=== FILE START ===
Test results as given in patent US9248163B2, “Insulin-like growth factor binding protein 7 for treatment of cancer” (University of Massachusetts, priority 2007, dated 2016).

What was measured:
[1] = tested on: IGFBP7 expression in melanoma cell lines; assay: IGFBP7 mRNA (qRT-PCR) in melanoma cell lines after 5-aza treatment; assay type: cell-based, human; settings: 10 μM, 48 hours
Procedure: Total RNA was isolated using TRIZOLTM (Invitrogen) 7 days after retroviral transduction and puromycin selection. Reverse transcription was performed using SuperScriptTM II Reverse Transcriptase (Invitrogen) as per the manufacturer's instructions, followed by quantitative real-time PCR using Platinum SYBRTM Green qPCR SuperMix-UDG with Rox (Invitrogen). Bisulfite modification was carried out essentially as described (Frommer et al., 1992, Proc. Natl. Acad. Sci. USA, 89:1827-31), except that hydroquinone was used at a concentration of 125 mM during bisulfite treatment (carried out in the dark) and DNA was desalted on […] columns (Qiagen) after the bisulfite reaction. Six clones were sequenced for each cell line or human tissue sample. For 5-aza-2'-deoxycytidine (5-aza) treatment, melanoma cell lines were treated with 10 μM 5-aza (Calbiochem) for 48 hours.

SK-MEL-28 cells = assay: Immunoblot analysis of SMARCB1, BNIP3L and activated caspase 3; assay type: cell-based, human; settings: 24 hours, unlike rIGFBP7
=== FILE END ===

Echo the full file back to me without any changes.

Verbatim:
Test results as given in patent US9248163B2, “Insulin-like growth factor binding protein 7 for treatment of cancer” (University of Massachusetts, priority 2007, dated 2016).

What was measured:
[1] = tested on: IGFBP7 expression in melanoma cell lines; assay: IGFBP7 mRNA (qRT-PCR) in melanoma cell lines after 5-aza treatment; assay type: cell-based, human; settings: 10 μM, 48 hours
Procedure: Total RNA was isolated using TRIZOLTM (Invitrogen) 7 days after retroviral transduction and puromycin selection. Reverse transcription was performed using SuperScriptTM II Reverse Transcriptase (Invitrogen) as per the manufacturer's instructions, followed by quantitative real-time PCR using Platinum SYBRTM Green qPCR SuperMix-UDG with Rox (Invitrogen). Bisulfite modification was carried out essentially as described (Frommer et al., 1992, Proc. Natl. Acad. Sci. USA, 89:1827-31), except that hydroquinone was used at a concentration of 125 mM during bisulfite treatment (carried out in the dark) and DNA was desalted on […] columns (Qiagen) after the bisulfite reaction. Six clones were sequenced for each cell line or human tissue sample. For 5-aza-2'-deoxycytidine (5-aza) treatment, melanoma cell lines were treated with 10 μM 5-aza (Calbiochem) for 48 hours.

SK-MEL-28 cells = assay: Immunoblot analysis of SMARCB1, BNIP3L and activated caspase 3; assay type: cell-based, human; settings: 24 hours, unlike rIGFBP7